Actors vs. animation for adult learning?

Debbie Richards, Jason Barles

Research output: Chapter in Book/Report/Conference proceedingConference proceeding contribution

Abstract

While computer based training has been around for decades, the marriage of games and education is not so old. Given that education often focuses on the learning of children and children love playing games, the marriage is destined to last. What is not so clear is whether playing games is suited to adult learning. Our focus is on workplace training of adults to allow them to experience certain situations rather than to pass on book-type knowledge. Many challenges face us in this endeavour. To focus our attention on those aspects that are critical for learning from training simulations we present our findings from the first in a number of studies. This study looks at the value of watching actors in a video compared to observing game characters involved in a similar scenario in terms of what is noticed, remembered and able to be reasoned about to determine how the media compare as training devices.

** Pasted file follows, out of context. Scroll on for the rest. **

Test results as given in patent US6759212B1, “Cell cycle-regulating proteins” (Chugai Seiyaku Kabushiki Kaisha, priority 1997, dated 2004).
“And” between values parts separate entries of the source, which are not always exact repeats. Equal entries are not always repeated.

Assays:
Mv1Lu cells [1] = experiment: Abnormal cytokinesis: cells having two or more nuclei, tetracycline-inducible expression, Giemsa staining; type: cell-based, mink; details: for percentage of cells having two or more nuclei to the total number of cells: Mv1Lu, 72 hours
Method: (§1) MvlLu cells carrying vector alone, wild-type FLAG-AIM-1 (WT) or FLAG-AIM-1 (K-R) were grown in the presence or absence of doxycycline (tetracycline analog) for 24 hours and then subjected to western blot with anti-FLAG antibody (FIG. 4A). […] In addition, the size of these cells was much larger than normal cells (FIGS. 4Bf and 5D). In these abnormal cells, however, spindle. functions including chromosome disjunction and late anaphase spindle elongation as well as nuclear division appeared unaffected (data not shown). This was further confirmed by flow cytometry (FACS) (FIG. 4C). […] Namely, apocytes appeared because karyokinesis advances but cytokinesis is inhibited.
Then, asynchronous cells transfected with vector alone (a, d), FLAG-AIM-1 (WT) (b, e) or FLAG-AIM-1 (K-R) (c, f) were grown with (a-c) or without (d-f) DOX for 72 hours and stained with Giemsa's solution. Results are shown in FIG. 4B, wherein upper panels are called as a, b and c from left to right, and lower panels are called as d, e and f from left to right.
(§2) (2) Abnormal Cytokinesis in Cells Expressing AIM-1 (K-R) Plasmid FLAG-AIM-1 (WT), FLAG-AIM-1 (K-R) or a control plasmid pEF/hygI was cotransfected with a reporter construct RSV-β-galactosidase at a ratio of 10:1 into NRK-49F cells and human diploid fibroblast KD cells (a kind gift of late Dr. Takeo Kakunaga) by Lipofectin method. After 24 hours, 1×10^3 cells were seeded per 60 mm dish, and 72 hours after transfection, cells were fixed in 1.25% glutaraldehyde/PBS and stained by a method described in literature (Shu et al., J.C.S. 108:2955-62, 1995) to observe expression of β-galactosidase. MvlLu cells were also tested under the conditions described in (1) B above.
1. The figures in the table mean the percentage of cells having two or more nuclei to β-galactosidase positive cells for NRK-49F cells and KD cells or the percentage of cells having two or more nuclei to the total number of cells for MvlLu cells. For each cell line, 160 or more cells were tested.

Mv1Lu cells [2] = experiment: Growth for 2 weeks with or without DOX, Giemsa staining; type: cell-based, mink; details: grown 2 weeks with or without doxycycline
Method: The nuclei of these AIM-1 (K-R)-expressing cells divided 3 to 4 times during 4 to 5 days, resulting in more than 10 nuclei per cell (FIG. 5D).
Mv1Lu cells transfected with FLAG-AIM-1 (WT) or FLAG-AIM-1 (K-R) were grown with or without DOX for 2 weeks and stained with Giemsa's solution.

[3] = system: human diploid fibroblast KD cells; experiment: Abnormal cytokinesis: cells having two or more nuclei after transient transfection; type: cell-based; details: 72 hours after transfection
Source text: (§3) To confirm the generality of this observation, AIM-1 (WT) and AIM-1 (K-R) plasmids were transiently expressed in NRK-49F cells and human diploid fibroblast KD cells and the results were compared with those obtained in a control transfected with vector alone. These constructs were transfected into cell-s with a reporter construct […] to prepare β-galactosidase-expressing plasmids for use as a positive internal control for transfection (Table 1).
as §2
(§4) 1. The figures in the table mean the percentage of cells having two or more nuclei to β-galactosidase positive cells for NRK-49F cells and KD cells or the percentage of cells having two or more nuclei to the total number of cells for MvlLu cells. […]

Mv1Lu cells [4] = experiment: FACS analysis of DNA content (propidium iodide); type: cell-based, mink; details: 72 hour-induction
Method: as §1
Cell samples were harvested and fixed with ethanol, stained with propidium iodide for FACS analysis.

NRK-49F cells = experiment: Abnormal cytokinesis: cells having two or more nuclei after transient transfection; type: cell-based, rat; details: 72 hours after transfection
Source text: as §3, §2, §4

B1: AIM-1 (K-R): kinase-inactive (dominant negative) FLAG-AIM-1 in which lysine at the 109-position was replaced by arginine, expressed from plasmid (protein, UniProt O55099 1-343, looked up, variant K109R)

Original languageEnglish
Title of host publicationThe Second Australasian Conference on Interactive Entertainment
Subtitle of host publicationproceedings : University of Technology, Sydney, Australia, 23-25 Noverber 2005
EditorsYusuf Pisan
Place of PublicationSydney
PublisherUniversity of Technology, Sydney
Pages163-166
Number of pages4
ISBN (Print)0975153323
Publication statusPublished - 2005
EventAustralasian Conference on Interactive Entertainment (2nd : 2005) - Sydney
Duration: 23 Nov 200525 Nov 2005

Conference

ConferenceAustralasian Conference on Interactive Entertainment (2nd : 2005)
CitySydney
Period23/11/0525/11/05

Keywords

  • simulation
  • training
  • game engine

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  • Cite this

    Richards, D., & Barles, J. (2005). Actors vs. animation for adult learning? In Y. Pisan (Ed.), The Second Australasian Conference on Interactive Entertainment: proceedings : University of Technology, Sydney, Australia, 23-25 Noverber 2005 (pp. 163-166). Sydney: University of Technology, Sydney.